Between 2004 and 2016 daily smoking in Sweden decreased by approximately one-third among the population aged 16–84 years. Eight percent of men and eleven percent of women smoked daily in 2016.
Among youths the proportion of school pupils who report that they smoke has declined in school year 9 during the 2000s, while in year 2 of upper secondary school the proportion has fluctuated around a more constant level. However, over recent years there has been a decrease among girls in upper secondary school. During 2016, 8 percent of boys and 12 percent of girls in school year 9 smoked, while the proportion was 23 percent for boys and 26 percent for girls in year 2 of upper secondary school.
Despite this positive development, smoking still contributes to health inequalities in Sweden as some groups in society smoke more than others. According to the National Board of Health and Welfare, tobacco smoking causes about 100 000 cases of smoking-related diseases and 12 000 deaths per year.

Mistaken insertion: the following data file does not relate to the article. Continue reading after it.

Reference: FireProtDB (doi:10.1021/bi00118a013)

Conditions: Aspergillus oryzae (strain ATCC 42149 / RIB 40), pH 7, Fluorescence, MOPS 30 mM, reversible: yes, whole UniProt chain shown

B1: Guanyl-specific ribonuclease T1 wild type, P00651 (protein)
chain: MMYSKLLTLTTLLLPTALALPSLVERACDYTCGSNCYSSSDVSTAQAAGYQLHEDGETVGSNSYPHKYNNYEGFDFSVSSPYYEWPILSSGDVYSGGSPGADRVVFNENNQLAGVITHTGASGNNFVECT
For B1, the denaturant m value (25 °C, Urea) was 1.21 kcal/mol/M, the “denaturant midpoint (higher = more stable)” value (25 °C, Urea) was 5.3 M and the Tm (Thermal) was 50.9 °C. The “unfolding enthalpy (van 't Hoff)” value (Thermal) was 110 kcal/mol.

Daily snuff use has decreased from 22 to 18 percent among 16–84-year-old men, but remained unchanged at approximately 3–4 percent among women.
The Public Health Agency of Sweden is responsible for:
- building and conveying knowledge within the tobacco area to relevant stakeholders
- promoting coordination of the work within the tobacco area at the national level, and for monitoring
- contributing to enforcement of tobacco legislation through, among other things, supervision and supervision guidance
- coordinating and providing materials to the Swedish government in preparation for recurrent reports on tobacco to the EU and WHO.
We are also involved in the implementation of EU's Tobacco Products Directive.
Moreover, the Public Health Agency of Sweden allocates state funds to non-profit organisations working with tobacco prevention in Sweden.